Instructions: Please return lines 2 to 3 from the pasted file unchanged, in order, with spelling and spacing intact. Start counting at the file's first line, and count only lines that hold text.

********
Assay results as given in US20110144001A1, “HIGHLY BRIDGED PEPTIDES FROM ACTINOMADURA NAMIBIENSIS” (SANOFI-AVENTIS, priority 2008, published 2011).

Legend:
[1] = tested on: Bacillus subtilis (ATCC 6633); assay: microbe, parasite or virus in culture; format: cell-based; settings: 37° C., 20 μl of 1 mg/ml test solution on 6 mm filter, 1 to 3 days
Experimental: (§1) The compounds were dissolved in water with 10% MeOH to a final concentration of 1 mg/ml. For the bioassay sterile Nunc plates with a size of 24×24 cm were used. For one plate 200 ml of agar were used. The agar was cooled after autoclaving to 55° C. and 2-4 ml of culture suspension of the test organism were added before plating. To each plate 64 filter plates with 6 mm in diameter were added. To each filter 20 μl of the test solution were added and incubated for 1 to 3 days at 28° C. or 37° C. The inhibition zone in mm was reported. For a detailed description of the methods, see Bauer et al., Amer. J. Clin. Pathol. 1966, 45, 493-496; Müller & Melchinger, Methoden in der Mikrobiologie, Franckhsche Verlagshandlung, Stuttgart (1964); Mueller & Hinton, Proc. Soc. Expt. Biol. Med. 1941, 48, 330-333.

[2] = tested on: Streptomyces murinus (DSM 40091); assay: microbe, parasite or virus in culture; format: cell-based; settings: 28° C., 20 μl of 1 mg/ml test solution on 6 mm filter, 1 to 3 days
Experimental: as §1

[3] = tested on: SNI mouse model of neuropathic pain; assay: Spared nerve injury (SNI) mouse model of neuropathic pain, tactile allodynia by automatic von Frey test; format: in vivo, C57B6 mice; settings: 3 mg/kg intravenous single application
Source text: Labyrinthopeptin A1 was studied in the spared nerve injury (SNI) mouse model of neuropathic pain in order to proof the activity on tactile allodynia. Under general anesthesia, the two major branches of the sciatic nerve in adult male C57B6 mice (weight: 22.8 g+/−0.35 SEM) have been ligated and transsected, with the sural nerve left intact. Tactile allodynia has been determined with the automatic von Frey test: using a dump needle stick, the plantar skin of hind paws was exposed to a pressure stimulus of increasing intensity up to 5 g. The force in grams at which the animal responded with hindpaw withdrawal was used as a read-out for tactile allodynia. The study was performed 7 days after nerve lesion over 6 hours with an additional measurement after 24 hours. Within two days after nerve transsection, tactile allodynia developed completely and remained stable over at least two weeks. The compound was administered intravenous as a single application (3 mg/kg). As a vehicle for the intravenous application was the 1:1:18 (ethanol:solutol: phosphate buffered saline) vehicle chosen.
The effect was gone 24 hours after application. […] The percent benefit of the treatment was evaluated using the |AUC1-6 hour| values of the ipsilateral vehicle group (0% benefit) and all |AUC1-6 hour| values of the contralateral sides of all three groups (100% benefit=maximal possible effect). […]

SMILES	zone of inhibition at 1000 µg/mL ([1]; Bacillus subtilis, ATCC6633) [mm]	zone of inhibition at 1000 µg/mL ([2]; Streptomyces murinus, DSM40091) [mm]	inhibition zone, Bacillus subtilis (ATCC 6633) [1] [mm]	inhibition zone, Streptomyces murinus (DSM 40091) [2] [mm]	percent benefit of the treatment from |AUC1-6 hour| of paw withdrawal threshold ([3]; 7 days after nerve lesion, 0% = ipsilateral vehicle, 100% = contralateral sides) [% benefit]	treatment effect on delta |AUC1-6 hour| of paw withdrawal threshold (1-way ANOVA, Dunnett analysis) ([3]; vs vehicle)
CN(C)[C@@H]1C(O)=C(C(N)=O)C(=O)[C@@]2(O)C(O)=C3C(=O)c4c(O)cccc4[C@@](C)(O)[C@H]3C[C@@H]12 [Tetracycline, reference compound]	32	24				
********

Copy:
Legend:
[1] = tested on: Bacillus subtilis (ATCC 6633); assay: microbe, parasite or virus in culture; format: cell-based; settings: 37° C., 20 μl of 1 mg/ml test solution on 6 mm filter, 1 to 3 days